This study supplements an existing NIH-funded research protocol that focuses on improving spoken language outcomes of preschoolers with minimal spoken language ability (""""""""Multisite RCT of early intervention for spoken communication in autism"""""""";1R01MH085048-01A1) at the Kennedy Krieger Institute site only. The proposed study was designed in response to NIH NOT-DC-11-001, which provides funds to expand the scope of an existing research protocol to develop preliminary investigations into treatment of nonverbal school-aged children with autism. The proposed study targets 15 participants who completed one of two evidence-based interventions through the parent grant. Despite receiving a 6-month intensive intervention involving either Discrete Trial Training (Lovaas et al., 1981) or Joint Attention-Symbolic Play (JASP;Kasari et al., 2006), these 15 children did not become functional spoken language communicators. Upon completing the parent study, these children will be enrolled in a novel intervention aimed at improving expressive communication development.
Specific aims of the new project are to preliminarily examine whether: (1) a novel intervention package is an active ingredient for improving expressive communication development and outcomes in nonverbal school-aged children with autism;and (2) parent and teacher training mediates children's generalization of expressive communication skills to the classroom and home. The exploratory aim is to examine pre-treatment variables that may be associated with degree of treatment response to inform planning for a larger-scale intervention study of this population. A nonconcurrent multiple baseline study design will be used, allowing us to examine trajectory of change and treatment response at the individual level for this heterogeneous group (Lord, 2010). After the baseline phase, all participants will receive the same intervention package at the same dosage for 5 months. At specified points in the intervention, teacher and parent training will occur in the classroom and home, respectively. Active ingredients in the novel intervention include training the children, teachers, and parents in the use of an augmentative and alternative communication (AAC) device;Pivotal Response Training;computer-based receptive and expressive lexical and relational semantics training;and strategically selected target vocabulary and use of instructional activities to maximize flexibility of expressive language behavior (natural speech or aided). Analyses will involve visual inspection and quantitative analyses. This supplement will permit, for the first time, assessment of a new treatment for known 'non-responders'to a prior evidence-based intervention. If the proposed intervention is shown to effect change on the dependent variables, the stage will be set for a randomized clinical trial powered appropriately to examine mediators and moderators of treatment response in this heterogeneous group of nonverbal children.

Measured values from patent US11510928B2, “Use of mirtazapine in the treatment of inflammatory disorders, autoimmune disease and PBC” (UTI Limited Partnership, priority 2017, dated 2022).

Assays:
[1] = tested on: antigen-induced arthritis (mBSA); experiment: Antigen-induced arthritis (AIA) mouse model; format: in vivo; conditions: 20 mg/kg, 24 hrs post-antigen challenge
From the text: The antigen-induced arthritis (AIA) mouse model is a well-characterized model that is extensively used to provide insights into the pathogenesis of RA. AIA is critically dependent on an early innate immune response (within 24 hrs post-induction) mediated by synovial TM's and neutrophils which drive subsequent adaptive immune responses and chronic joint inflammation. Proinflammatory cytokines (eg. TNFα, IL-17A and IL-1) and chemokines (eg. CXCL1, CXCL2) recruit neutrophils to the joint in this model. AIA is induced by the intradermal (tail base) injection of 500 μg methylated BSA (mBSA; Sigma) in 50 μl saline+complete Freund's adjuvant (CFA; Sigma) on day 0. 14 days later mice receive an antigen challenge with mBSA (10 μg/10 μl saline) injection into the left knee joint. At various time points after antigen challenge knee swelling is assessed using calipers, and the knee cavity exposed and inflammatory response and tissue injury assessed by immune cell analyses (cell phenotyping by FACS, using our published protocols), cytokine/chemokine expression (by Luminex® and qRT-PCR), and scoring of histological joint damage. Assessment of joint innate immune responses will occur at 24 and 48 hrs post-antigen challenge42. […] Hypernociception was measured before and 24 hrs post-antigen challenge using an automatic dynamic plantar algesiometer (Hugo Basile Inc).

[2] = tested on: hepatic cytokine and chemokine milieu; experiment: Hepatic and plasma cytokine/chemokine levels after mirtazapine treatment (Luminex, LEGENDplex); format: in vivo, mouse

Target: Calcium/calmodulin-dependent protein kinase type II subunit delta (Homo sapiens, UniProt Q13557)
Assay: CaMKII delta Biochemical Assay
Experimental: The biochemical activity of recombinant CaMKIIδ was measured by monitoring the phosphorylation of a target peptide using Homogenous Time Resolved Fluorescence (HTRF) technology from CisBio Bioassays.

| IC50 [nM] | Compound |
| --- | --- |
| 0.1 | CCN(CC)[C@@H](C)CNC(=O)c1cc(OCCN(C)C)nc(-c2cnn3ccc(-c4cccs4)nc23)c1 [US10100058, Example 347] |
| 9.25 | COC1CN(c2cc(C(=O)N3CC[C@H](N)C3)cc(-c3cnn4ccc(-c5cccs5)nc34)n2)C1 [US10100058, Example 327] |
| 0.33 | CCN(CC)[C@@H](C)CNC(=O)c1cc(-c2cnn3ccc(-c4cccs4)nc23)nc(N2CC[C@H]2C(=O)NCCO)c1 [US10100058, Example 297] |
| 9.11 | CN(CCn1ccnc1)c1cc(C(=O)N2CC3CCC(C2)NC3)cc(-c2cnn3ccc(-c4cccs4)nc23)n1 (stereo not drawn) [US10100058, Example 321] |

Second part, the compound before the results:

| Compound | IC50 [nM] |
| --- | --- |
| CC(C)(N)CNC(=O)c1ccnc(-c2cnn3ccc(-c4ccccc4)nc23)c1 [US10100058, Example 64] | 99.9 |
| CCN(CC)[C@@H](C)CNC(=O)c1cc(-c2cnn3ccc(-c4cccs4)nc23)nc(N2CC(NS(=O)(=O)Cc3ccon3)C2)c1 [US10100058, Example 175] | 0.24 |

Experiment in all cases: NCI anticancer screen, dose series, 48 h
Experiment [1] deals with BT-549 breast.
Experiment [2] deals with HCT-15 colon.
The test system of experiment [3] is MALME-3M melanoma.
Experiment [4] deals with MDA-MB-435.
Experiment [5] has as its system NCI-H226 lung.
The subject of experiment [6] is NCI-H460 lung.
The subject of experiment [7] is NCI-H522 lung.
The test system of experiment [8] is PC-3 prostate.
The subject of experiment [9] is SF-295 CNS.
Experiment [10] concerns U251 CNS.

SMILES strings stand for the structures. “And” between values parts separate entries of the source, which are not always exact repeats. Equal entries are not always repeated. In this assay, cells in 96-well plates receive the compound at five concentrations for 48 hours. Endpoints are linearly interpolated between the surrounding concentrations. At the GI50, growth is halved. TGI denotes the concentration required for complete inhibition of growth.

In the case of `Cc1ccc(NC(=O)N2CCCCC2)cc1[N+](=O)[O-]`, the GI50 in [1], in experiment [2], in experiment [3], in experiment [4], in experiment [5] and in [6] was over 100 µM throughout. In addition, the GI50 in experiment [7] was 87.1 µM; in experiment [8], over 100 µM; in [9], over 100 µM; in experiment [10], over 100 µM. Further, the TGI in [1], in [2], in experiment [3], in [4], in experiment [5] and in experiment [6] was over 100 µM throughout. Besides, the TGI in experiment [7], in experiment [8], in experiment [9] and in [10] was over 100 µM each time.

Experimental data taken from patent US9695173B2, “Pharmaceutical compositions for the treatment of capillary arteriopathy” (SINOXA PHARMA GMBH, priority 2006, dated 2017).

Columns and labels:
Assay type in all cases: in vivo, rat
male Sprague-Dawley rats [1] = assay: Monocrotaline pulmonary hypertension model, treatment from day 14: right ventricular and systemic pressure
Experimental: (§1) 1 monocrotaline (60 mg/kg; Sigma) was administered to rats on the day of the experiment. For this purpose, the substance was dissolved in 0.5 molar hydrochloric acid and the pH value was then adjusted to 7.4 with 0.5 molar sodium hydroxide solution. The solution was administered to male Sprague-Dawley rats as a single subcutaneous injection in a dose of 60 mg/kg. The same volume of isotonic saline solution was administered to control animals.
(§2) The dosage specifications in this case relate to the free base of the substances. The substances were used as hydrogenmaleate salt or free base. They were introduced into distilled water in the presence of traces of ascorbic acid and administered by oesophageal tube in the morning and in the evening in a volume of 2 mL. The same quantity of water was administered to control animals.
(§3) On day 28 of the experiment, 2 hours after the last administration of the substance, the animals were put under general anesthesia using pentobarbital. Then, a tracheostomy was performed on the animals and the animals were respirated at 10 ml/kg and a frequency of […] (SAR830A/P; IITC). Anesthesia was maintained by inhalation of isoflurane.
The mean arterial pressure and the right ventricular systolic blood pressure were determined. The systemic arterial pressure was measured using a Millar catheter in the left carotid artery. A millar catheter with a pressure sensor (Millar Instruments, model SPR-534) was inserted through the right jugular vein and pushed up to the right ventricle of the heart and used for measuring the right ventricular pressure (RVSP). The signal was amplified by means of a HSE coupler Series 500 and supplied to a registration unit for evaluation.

Many children with autism reach school age without having acquired functional communication abilities using spoken language despite having had years of intervention. The proposed study focuses on such a group who did not develop functional speech after receiving one of two interventions through a different study. Through this new project, we will study the effects of a novel approach to intervention aimed at improving the expressive communication abilities of nonverbal school-aged children with autism.